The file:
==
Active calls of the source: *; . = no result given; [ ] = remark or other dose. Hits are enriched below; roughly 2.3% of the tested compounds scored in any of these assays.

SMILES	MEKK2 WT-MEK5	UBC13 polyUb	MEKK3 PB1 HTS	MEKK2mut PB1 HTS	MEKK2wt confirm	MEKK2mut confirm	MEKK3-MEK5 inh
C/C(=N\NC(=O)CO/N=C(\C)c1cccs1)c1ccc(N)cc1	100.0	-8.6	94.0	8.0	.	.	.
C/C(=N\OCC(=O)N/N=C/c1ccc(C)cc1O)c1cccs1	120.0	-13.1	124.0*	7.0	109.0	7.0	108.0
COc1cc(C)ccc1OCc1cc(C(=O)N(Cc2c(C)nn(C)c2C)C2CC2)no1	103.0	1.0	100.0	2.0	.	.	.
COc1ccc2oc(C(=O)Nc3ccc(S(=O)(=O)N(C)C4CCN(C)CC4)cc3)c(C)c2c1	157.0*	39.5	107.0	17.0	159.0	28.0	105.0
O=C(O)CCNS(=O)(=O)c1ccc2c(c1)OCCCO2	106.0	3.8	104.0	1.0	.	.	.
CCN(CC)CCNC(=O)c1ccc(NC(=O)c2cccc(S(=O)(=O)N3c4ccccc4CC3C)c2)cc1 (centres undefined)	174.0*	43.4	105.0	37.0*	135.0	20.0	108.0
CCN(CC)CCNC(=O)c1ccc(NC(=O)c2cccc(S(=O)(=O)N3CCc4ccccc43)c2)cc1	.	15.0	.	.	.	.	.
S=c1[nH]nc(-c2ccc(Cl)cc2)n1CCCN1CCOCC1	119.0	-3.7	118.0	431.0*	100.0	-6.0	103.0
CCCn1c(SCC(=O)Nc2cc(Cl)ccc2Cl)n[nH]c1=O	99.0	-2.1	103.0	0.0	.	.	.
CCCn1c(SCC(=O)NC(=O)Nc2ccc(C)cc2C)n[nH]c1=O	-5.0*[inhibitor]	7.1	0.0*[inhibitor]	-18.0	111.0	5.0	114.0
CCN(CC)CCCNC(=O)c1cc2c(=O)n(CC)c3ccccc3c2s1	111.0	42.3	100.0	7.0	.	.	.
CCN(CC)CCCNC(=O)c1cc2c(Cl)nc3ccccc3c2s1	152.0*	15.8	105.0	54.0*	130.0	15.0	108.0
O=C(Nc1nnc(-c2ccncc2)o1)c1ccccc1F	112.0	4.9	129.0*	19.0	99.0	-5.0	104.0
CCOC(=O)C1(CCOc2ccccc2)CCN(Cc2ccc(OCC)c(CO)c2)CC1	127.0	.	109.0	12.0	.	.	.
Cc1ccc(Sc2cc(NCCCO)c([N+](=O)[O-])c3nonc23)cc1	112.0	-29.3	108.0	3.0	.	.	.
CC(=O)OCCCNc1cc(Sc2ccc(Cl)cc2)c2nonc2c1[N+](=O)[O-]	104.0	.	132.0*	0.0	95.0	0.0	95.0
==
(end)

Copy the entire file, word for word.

Active calls of the source: *; . = no result given; [ ] = remark or other dose. Hits are enriched below; roughly 2.3% of the tested compounds scored in any of these assays.

SMILES	MEKK2 WT-MEK5	UBC13 polyUb	MEKK3 PB1 HTS	MEKK2mut PB1 HTS	MEKK2wt confirm	MEKK2mut confirm	MEKK3-MEK5 inh
C/C(=N\NC(=O)CO/N=C(\C)c1cccs1)c1ccc(N)cc1	100.0	-8.6	94.0	8.0	.	.	.
C/C(=N\OCC(=O)N/N=C/c1ccc(C)cc1O)c1cccs1	120.0	-13.1	124.0*	7.0	109.0	7.0	108.0
COc1cc(C)ccc1OCc1cc(C(=O)N(Cc2c(C)nn(C)c2C)C2CC2)no1	103.0	1.0	100.0	2.0	.	.	.
COc1ccc2oc(C(=O)Nc3ccc(S(=O)(=O)N(C)C4CCN(C)CC4)cc3)c(C)c2c1	157.0*	39.5	107.0	17.0	159.0	28.0	105.0
O=C(O)CCNS(=O)(=O)c1ccc2c(c1)OCCCO2	106.0	3.8	104.0	1.0	.	.	.
CCN(CC)CCNC(=O)c1ccc(NC(=O)c2cccc(S(=O)(=O)N3c4ccccc4CC3C)c2)cc1 (centres undefined)	174.0*	43.4	105.0	37.0*	135.0	20.0	108.0
CCN(CC)CCNC(=O)c1ccc(NC(=O)c2cccc(S(=O)(=O)N3CCc4ccccc43)c2)cc1	.	15.0	.	.	.	.	.
S=c1[nH]nc(-c2ccc(Cl)cc2)n1CCCN1CCOCC1	119.0	-3.7	118.0	431.0*	100.0	-6.0	103.0
CCCn1c(SCC(=O)Nc2cc(Cl)ccc2Cl)n[nH]c1=O	99.0	-2.1	103.0	0.0	.	.	.
CCCn1c(SCC(=O)NC(=O)Nc2ccc(C)cc2C)n[nH]c1=O	-5.0*[inhibitor]	7.1	0.0*[inhibitor]	-18.0	111.0	5.0	114.0
CCN(CC)CCCNC(=O)c1cc2c(=O)n(CC)c3ccccc3c2s1	111.0	42.3	100.0	7.0	.	.	.
CCN(CC)CCCNC(=O)c1cc2c(Cl)nc3ccccc3c2s1	152.0*	15.8	105.0	54.0*	130.0	15.0	108.0
O=C(Nc1nnc(-c2ccncc2)o1)c1ccccc1F	112.0	4.9	129.0*	19.0	99.0	-5.0	104.0
CCOC(=O)C1(CCOc2ccccc2)CCN(Cc2ccc(OCC)c(CO)c2)CC1	127.0	.	109.0	12.0	.	.	.
Cc1ccc(Sc2cc(NCCCO)c([N+](=O)[O-])c3nonc23)cc1	112.0	-29.3	108.0	3.0	.	.	.
CC(=O)OCCCNc1cc(Sc2ccc(Cl)cc2)c2nonc2c1[N+](=O)[O-]	104.0	.	132.0*	0.0	95.0	0.0	95.0